Multi-Modal Geolocation Prediction from RGB-D Videos


Multi-Modal Geolocation Prediction from RGB-D Videos – A large body of recent work has shown that image data are strongly interdependent with semantic content. We propose a general framework for the analysis of semantic content within audio streams that incorporates image content and the semantic content in the input video signals. The proposed framework is applied to annotated audio streams to produce synthetically generated images. The annotated audio streams are then used to train a deep convolutional neural network (CNN) to predict semantic content at each channel. The CNNs learn to match semantic content, while simultaneously learning to predict semantic content in a domain of two images. Experimental results on multiple datasets, both single-view and mixed-view datasets demonstrate that the proposed framework outperforms several state-of-the-art models for the same task.

The recent advances in AI applications have proven to be highly successful. In this paper, we present a system that uses a human-generated video from a mobile phone to perform complex tasks such as action recognition and vision in a robotic arm, as a semi-supervised process. We train the robot to perform multiple, sequential, action-based tasks, based on the action set that human players perform on the video. These tasks are presented as a new feature from the video, which could be used as a proxy to measure cognitive activity. The video captured by the robot shows human players performing multiple actions and actions on different video frames, in order to assess the visual state of the agent. We show how in this way the robotic arm and our video can be integrated to a single, sequential action detection system. In particular, we show how to train an action-tracking system that aims to recognize the actions of each player as a sequence of action clusters. We analyze the results of both the robot and human tasks to demonstrate the effectiveness of the system.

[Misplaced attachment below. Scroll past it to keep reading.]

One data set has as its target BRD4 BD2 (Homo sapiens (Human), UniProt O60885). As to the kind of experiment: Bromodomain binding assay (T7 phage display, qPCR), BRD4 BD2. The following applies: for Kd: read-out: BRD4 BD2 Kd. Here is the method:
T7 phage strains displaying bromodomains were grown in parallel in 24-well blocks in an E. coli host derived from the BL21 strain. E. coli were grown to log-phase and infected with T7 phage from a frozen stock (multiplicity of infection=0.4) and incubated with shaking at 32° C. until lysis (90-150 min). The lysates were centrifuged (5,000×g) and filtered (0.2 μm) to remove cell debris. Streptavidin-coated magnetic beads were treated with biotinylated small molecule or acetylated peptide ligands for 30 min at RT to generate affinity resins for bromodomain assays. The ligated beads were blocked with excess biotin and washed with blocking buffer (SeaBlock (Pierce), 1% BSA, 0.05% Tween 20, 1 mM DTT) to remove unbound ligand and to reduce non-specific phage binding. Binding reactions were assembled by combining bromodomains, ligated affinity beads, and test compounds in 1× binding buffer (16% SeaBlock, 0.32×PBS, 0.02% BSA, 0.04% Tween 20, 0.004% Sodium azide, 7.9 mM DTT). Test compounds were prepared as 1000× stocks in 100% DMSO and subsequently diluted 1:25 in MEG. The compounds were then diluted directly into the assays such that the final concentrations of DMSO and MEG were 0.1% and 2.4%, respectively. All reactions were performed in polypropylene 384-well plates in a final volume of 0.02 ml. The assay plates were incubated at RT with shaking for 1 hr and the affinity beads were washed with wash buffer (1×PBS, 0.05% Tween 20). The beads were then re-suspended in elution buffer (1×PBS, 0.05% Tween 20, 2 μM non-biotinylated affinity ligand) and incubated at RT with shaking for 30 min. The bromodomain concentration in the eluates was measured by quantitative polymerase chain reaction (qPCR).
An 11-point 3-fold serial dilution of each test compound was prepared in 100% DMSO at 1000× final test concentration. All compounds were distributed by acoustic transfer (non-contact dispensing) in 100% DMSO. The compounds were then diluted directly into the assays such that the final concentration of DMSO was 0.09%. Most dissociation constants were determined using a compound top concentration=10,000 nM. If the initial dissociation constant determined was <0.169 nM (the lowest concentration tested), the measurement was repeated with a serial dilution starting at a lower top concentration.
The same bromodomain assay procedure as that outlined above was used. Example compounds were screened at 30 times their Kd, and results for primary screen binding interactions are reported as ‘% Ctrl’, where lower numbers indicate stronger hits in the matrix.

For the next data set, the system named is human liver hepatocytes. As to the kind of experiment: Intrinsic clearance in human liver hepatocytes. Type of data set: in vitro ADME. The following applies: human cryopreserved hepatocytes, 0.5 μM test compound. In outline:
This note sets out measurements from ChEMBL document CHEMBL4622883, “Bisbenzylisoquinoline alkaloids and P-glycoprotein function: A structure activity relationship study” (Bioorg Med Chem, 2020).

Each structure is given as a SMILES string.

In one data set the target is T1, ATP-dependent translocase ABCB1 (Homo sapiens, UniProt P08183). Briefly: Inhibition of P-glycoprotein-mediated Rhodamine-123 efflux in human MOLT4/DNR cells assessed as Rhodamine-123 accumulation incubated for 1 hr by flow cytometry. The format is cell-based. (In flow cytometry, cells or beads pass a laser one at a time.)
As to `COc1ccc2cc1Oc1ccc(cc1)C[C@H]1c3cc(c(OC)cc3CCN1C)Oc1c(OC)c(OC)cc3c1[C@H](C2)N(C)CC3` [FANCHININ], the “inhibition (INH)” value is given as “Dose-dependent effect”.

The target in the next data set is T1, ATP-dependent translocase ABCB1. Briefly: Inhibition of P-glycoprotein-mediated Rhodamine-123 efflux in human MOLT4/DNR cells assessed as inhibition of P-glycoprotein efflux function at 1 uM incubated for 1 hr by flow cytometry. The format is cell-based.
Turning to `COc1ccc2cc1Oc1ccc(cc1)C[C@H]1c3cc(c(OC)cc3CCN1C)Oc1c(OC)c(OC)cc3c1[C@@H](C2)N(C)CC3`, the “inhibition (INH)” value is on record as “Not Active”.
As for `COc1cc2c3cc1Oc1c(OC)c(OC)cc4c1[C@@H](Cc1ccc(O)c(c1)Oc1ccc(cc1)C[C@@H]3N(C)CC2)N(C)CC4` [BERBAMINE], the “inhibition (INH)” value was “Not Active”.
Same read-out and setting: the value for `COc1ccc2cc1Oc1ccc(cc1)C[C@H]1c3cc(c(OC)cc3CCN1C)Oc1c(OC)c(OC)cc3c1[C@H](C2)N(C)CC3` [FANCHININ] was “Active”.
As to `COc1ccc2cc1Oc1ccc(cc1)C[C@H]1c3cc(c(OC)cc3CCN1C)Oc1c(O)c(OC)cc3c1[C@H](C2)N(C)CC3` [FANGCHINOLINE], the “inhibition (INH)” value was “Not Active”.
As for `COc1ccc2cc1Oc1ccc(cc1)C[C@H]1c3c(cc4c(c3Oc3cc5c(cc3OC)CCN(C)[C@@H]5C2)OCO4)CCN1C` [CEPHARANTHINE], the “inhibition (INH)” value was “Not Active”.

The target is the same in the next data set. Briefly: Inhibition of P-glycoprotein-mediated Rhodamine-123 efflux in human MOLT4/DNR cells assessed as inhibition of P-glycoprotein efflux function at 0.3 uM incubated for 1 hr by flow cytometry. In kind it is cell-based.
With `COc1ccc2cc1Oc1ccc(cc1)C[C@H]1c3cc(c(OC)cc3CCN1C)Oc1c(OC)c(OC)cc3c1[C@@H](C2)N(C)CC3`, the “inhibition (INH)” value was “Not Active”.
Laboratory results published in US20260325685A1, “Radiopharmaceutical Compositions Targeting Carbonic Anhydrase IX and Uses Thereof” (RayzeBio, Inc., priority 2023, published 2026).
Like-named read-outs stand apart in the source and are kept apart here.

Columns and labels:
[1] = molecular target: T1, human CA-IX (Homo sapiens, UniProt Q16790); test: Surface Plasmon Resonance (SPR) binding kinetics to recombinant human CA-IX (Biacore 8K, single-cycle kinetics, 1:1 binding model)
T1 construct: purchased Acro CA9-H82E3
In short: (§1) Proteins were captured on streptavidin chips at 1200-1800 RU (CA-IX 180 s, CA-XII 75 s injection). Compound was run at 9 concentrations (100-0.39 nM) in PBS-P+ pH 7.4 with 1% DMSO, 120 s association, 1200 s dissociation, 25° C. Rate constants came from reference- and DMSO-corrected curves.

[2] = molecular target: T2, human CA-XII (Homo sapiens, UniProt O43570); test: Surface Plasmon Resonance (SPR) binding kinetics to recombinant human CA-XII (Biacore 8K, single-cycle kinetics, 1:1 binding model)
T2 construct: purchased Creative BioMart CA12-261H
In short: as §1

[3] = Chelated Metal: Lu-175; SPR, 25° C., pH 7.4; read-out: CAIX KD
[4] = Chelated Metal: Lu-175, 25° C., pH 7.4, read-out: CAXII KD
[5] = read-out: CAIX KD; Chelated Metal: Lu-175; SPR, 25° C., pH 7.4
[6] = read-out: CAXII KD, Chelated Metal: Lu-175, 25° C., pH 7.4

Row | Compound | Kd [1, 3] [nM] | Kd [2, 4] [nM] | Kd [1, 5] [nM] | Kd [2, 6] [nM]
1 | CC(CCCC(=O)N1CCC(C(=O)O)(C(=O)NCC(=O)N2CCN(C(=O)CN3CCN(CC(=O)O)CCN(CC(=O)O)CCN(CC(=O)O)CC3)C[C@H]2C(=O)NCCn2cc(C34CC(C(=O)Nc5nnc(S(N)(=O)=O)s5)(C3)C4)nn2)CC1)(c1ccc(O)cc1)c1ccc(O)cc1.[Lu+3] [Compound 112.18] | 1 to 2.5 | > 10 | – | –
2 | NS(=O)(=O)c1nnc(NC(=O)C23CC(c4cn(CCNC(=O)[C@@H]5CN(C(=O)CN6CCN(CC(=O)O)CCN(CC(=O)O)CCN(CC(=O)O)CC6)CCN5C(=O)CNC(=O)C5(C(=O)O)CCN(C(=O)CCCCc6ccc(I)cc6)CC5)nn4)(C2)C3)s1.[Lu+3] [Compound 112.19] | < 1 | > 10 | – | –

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Multi-Modal Geolocation Prediction from RGB-D Videos

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    Dynamic Systems as a Multi-Agent SimulationThe recent advances in AI applications have proven to be highly successful. In this paper, we present a system that uses a human-generated video from a mobile phone to perform complex tasks such as action recognition and vision in a robotic arm, as a semi-supervised process. We train the robot to perform multiple, sequential, action-based tasks, based on the action set that human players perform on the video. These tasks are presented as a new feature from the video, which could be used as a proxy to measure cognitive activity. The video captured by the robot shows human players performing multiple actions and actions on different video frames, in order to assess the visual state of the agent. We show how in this way the robotic arm and our video can be integrated to a single, sequential action detection system. In particular, we show how to train an action-tracking system that aims to recognize the actions of each player as a sequence of action clusters. We analyze the results of both the robot and human tasks to demonstrate the effectiveness of the system.


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